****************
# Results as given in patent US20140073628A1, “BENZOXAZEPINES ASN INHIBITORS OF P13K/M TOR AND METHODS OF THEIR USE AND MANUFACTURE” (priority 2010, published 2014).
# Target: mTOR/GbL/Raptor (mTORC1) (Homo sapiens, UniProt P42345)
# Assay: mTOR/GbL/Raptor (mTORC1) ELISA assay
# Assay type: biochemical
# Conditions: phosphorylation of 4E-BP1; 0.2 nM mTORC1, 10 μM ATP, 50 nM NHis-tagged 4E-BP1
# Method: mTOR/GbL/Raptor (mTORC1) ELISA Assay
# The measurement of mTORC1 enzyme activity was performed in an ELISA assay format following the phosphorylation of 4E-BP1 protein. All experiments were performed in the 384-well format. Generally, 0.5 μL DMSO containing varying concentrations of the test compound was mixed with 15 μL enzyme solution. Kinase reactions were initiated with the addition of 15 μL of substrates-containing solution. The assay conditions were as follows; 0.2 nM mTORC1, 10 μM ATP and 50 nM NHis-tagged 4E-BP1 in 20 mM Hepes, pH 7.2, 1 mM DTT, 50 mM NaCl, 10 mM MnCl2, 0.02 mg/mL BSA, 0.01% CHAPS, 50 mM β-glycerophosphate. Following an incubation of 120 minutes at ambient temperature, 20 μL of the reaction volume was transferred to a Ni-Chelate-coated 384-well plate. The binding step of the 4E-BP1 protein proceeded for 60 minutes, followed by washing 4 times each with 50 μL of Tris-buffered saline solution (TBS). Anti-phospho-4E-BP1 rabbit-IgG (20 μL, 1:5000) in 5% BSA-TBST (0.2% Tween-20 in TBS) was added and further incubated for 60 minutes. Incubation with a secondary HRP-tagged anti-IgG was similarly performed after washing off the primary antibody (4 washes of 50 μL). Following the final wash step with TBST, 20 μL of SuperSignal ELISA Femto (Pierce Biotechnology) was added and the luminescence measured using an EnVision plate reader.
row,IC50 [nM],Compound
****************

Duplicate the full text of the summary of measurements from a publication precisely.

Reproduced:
# Results as given in patent US20140073628A1, “BENZOXAZEPINES ASN INHIBITORS OF P13K/M TOR AND METHODS OF THEIR USE AND MANUFACTURE” (priority 2010, published 2014).
# Target: mTOR/GbL/Raptor (mTORC1) (Homo sapiens, UniProt P42345)
# Assay: mTOR/GbL/Raptor (mTORC1) ELISA assay
# Assay type: biochemical
# Conditions: phosphorylation of 4E-BP1; 0.2 nM mTORC1, 10 μM ATP, 50 nM NHis-tagged 4E-BP1
# Method: mTOR/GbL/Raptor (mTORC1) ELISA Assay
# The measurement of mTORC1 enzyme activity was performed in an ELISA assay format following the phosphorylation of 4E-BP1 protein. All experiments were performed in the 384-well format. Generally, 0.5 μL DMSO containing varying concentrations of the test compound was mixed with 15 μL enzyme solution. Kinase reactions were initiated with the addition of 15 μL of substrates-containing solution. The assay conditions were as follows; 0.2 nM mTORC1, 10 μM ATP and 50 nM NHis-tagged 4E-BP1 in 20 mM Hepes, pH 7.2, 1 mM DTT, 50 mM NaCl, 10 mM MnCl2, 0.02 mg/mL BSA, 0.01% CHAPS, 50 mM β-glycerophosphate. Following an incubation of 120 minutes at ambient temperature, 20 μL of the reaction volume was transferred to a Ni-Chelate-coated 384-well plate. The binding step of the 4E-BP1 protein proceeded for 60 minutes, followed by washing 4 times each with 50 μL of Tris-buffered saline solution (TBS). Anti-phospho-4E-BP1 rabbit-IgG (20 μL, 1:5000) in 5% BSA-TBST (0.2% Tween-20 in TBS) was added and further incubated for 60 minutes. Incubation with a secondary HRP-tagged anti-IgG was similarly performed after washing off the primary antibody (4 washes of 50 μL). Following the final wash step with TBST, 20 μL of SuperSignal ELISA Femto (Pierce Biotechnology) was added and the luminescence measured using an EnVision plate reader.
row,IC50 [nM],Compound